Thus, proteins destined for vacuolar membranes via the AP-3 pathway (the ALP pathway) have potential as appropriate markers to investigate ESCRT-mediated microautophagy. We assessed this using the following vacuolar membrane proteins targeted via the AP-3 pathway: Nyv1 (vacuolar v-SNARE), Yck3 (casein kinase) and Sna4 (protein of unknown function) [20,21,22]. We found that Nyv1-GFP was not clearly distributed on vacuolar membranes even in wild-type cells (Additional file 1: Fig. S1a). By contrast, clear localization of Yck3-GFP on vacuolar membranes was found in wild-type cells in the absence or presence of rapamycin (Additional file 1: Figs. S1a, b). However, unlike Vph1-GFP and GFP-Pho8, Yck3-GFP did not generate free GFP after rapamycin treatment, although Yck3-GFP was almost lost (Additional file 1: Fig. S1c). This suggested that Yck3 is degraded outside vacuoles (see “Discussion”). Thus, Nyv1-GFP and Yck3-GFP were not suitable for the assessment microautophagic flux. Finally, we found that Sna4-GFP was located on vacuolar membranes in wild-type cells in the absence and presence of rapamycin and that similar vacuolar localization was maintained in ESCRT mutants, although Sna4-GFP signals on the vacuolar membranes were largely lost after rapamycin treatment (Fig. 4, Additional file 1: Fig. S2). Sna4-GFP produced free GFP in wild-type cells after rapamycin treatment (Fig. 5, see also Additional file 1: Fig. S3), which was repressed in vps27∆ cells, similar to GFP-Pho8 [10]. In addition, free GFP generation from Sna4-GFP after rapamycin treatment was also reduced in vps28∆, vps36∆, and vps24∆ cells, although uncharacterized protein bands accumulated additionally in wild-type and the mutant cells. These findings confirmed the hypothesis that ESCRT is required for proper microautophagy induction.

Fig. 4
figure4

Localization of Sna4-GFP on the vacuolar membrane in ESCRT mutants. Cells of strains SCU2684 (wild-type; BY4741), SCU5456 (vps27∆), SCU6187 (vps28∆), SCU6188 (vps36∆), and SCU4337 (vps24∆) harboring plasmid pSCU2475 (pSNA4-GFP) pretreated with FM4–64 were treated with rapamycin for 6 h. Fluorescence micrographs are shown. Scale bars, 5 μm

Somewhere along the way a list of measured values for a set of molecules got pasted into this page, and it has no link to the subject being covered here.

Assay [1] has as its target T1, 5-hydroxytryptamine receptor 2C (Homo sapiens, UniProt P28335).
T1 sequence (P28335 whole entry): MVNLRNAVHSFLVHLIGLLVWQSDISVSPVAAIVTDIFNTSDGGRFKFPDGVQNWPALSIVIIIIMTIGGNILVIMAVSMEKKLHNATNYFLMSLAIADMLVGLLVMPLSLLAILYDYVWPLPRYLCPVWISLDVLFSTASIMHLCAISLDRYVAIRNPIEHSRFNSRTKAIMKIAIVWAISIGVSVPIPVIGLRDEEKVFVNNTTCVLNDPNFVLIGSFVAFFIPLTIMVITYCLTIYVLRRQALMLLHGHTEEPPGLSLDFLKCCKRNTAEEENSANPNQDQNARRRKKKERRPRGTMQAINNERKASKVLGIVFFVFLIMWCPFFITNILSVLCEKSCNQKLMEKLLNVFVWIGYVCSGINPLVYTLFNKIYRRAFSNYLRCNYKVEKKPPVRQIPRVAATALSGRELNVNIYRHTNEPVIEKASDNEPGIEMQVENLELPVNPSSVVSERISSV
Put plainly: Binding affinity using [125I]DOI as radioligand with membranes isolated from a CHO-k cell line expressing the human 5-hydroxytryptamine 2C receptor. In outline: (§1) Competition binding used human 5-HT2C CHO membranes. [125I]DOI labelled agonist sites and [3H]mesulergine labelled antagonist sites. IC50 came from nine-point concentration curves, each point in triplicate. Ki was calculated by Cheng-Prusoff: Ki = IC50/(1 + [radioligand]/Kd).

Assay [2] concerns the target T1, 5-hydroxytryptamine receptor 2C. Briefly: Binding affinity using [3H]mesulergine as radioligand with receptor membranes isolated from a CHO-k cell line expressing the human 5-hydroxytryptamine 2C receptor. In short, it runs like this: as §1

Fig. 5
figure5

Detection of degradation products of Sna4-GFP. Cells of strains SCU2684 (wild-type; BY4741), SCU5456 (vps27∆), SCU6187 (vps28∆), SCU6188 (vps36∆), and SCU4337 (vps24∆) harboring plasmid pSCU2475 (pSNA4-GFP) were treated with rapamycin for 6 h. Whole cell extracts were subjected to western blotting using the anti-GFP antibody. To assess microautophagic flux, the ratios of cleaved free GFP versus Pgk1 were calculated and the values relative to that in wild-type cells are shown. The average and standard deviation were determined from three independent experiments, and relative values were normalized against the value in control cells are shown. p-values were calculated using two-way ANOVA with Bonferroni correction. *, p < 0.05; **, p < 0.005

Discussion

In this study, we showed that GFP-Pho8 and Sna4-GFP are suitable tools to evaluate the involvement of ESCRT in microautophagic processes on vacuolar membranes and that ESCRT is genuinely required for this process after TORC1 inactivation. In contrast, Vph1-GFP is not suitable for use in this assay, because Vph1-GFP was not correctly localized on the vacuolar membranes in ESCRT mutants.